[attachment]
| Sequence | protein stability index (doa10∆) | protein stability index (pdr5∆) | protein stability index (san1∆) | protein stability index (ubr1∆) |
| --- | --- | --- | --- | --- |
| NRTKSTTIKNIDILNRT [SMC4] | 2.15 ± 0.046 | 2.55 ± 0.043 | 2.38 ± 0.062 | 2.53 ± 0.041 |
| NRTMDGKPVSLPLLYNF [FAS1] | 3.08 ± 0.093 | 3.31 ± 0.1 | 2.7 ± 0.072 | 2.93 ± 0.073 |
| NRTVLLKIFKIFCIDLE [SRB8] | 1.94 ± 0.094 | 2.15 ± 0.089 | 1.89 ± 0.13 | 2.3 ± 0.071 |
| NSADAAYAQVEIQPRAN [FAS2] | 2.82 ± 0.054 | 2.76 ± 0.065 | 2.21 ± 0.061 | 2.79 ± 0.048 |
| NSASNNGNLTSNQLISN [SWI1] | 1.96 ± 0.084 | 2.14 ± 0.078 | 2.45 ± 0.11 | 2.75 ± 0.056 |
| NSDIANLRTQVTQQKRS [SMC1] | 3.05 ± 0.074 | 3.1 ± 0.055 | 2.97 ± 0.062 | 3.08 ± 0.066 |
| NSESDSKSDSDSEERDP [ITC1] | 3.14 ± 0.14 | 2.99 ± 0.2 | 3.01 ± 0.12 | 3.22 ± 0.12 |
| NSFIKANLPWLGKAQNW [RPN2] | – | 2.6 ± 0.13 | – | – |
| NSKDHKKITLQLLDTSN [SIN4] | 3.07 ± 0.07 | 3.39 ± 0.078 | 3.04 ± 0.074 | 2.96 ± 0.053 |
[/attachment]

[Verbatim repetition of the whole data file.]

| Sequence | protein stability index (doa10∆) | protein stability index (pdr5∆) | protein stability index (san1∆) | protein stability index (ubr1∆) |
| --- | --- | --- | --- | --- |
| NRTKSTTIKNIDILNRT [SMC4] | 2.15 ± 0.046 | 2.55 ± 0.043 | 2.38 ± 0.062 | 2.53 ± 0.041 |
| NRTMDGKPVSLPLLYNF [FAS1] | 3.08 ± 0.093 | 3.31 ± 0.1 | 2.7 ± 0.072 | 2.93 ± 0.073 |
| NRTVLLKIFKIFCIDLE [SRB8] | 1.94 ± 0.094 | 2.15 ± 0.089 | 1.89 ± 0.13 | 2.3 ± 0.071 |
| NSADAAYAQVEIQPRAN [FAS2] | 2.82 ± 0.054 | 2.76 ± 0.065 | 2.21 ± 0.061 | 2.79 ± 0.048 |
| NSASNNGNLTSNQLISN [SWI1] | 1.96 ± 0.084 | 2.14 ± 0.078 | 2.45 ± 0.11 | 2.75 ± 0.056 |
| NSDIANLRTQVTQQKRS [SMC1] | 3.05 ± 0.074 | 3.1 ± 0.055 | 2.97 ± 0.062 | 3.08 ± 0.066 |
| NSESDSKSDSDSEERDP [ITC1] | 3.14 ± 0.14 | 2.99 ± 0.2 | 3.01 ± 0.12 | 3.22 ± 0.12 |
| NSFIKANLPWLGKAQNW [RPN2] | – | 2.6 ± 0.13 | – | – |
| NSKDHKKITLQLLDTSN [SIN4] | 3.07 ± 0.07 | 3.39 ± 0.078 | 3.04 ± 0.074 | 2.96 ± 0.053 |